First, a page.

6.2 As to the proceedings before the courts, an application for free legal aid is to be made to the County Governor in accordance with the Legal Aid Act No.35 of 13 June 1998. In order to be eligible for legal aid the applicant's income must not exceed a certain limit; this is normally the case for asylum-seekers, even if they are receiving employment income in addition to the benefits granted by the State. If legal aid is granted, the aid covers counsel's fees in whole or in part. In addition, the aid covers court fees and other costs related to the proceedings, such as the cost of an interpreter. The State party also notes that those granted free legal aid in court proceedings must themselves pay a part of the total costs, consisting of a moderate fixed basis fee amounting to approximately 45 US dollars, and an additional share of 25 per cent of the total financial cost. However, the State party points out that this amount shall not be paid if the person concerned has an income below a certain threshold.

    6.3 The State party states that it does not know whether the author has applied for free legal aid in connection with contemplated court proceedings, but the fact that free legal aid is not granted unconditionally when an applicant brings an administrative appeal before the courts, cannot exempt the author from the requirement to exhaust domestic remedies.

    Issues and proceedings before the Committee

    7.1 Before considering any claims contained in a communication, the Committee must decide whether or not the communication is admissible under article 22 of the Convention.

    7.2 The Committee notes that the State party challenges the admissibility of the communication on the grounds that all available and effective domestic remedies have not been exhausted. It further notes that the legality of an administrative act may be challenged in Norwegian courts, and asylum-seekers who find their applications for political asylum turned down by the Directorate of Immigration and on appeal by the Ministry of Justice have the opportunity to request judicial review before Norwegian courts.

    7.3 The Committee notes that according to information available to it, the author has not initiated any proceedings to seek judicial review of the decision rejecting his application for asylum. Noting also the author's information about the financial implications of seeking such review, the Committee recalls that legal aid for court proceedings can be sought, but that there is no information indicating that this has been done in the case under consideration.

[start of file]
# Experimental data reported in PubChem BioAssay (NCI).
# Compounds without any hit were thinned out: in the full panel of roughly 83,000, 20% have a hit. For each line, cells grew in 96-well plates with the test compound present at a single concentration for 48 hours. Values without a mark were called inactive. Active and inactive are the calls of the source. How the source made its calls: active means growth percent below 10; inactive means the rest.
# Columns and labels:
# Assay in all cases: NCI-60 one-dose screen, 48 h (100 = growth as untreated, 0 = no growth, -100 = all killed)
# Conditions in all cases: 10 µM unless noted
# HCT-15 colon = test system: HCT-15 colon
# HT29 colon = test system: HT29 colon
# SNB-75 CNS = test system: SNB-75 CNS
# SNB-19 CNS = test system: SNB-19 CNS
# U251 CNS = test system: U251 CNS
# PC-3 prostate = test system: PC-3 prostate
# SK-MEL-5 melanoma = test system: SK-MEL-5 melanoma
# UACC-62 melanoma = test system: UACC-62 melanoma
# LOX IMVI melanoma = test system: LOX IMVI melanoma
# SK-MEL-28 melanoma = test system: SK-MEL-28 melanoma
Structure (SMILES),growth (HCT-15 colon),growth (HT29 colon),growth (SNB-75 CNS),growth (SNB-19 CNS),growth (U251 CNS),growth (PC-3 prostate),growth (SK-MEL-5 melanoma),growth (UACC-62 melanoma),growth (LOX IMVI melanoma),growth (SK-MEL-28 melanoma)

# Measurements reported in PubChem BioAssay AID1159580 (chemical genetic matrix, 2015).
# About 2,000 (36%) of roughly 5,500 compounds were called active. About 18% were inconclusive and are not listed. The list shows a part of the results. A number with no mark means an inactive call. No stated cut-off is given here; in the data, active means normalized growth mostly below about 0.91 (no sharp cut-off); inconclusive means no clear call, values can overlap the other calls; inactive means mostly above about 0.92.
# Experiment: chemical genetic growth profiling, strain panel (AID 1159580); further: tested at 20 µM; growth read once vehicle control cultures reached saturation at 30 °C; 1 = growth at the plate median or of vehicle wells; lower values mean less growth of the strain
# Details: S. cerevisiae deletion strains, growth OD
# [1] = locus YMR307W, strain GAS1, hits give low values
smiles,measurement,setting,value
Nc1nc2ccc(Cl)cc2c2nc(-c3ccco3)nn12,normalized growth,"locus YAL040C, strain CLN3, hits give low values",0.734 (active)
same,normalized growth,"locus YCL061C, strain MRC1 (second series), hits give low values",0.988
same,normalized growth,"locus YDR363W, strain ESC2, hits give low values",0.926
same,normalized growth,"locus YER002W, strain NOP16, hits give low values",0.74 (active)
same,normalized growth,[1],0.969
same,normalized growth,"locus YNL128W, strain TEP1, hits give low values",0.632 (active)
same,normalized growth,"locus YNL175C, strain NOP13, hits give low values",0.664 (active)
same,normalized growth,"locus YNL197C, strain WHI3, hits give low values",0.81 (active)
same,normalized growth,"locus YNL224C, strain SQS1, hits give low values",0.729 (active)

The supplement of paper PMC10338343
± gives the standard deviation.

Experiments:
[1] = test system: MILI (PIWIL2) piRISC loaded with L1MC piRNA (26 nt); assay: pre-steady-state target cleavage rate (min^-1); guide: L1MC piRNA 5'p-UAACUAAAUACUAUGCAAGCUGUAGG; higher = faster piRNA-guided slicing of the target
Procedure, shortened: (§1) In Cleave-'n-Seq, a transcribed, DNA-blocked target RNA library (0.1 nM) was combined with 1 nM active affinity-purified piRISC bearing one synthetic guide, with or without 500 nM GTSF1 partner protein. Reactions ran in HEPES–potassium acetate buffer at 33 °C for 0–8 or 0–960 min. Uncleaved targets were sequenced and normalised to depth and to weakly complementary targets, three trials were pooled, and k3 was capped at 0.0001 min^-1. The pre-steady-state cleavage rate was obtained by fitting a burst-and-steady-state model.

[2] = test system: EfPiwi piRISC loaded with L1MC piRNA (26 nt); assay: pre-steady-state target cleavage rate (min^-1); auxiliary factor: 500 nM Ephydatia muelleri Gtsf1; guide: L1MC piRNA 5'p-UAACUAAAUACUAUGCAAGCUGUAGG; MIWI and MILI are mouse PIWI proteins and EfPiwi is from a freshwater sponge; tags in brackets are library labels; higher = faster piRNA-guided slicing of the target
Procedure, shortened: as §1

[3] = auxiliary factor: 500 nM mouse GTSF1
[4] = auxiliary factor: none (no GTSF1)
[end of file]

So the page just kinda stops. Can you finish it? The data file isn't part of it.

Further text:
7.4 However, in the light of other similar cases brought to its attention and in view of the limited hours of free legal assistance available for asylum-seekers for administrative proceedings, the Committee recommends to the State party to undertake measures to ensure that asylum-seekers are duly informed about all domestic remedies available to them, in particular the possibility of judicial review before the courts and the opportunity of being granted legal aid for such recourse.

    7.5 The Committee notes the author's claim about the likely outcome were the case to be brought before a court. It considers, nevertheless, that the author has not presented enough substantial information to support the belief that such remedy would be unreasonably prolonged or unlikely to bring effective relief. In the circumstances, the Committee finds that the requirements under article 22, paragraph 5 (b), of the Convention have not been met.

    8. The Committee therefore decides:

    (a) That the communication as it stands is inadmissible;

    (b) That this decision may be reviewed under rule 109 of the Committee's rules of procedure upon receipt of a request by or on behalf of the author containing information to the effect that the reasons for inadmissibility no longer apply;

    (c) That this decision shall be communicated to the State party and the author.

    [Done in English, French, Russian and Spanish, the English being the original version.]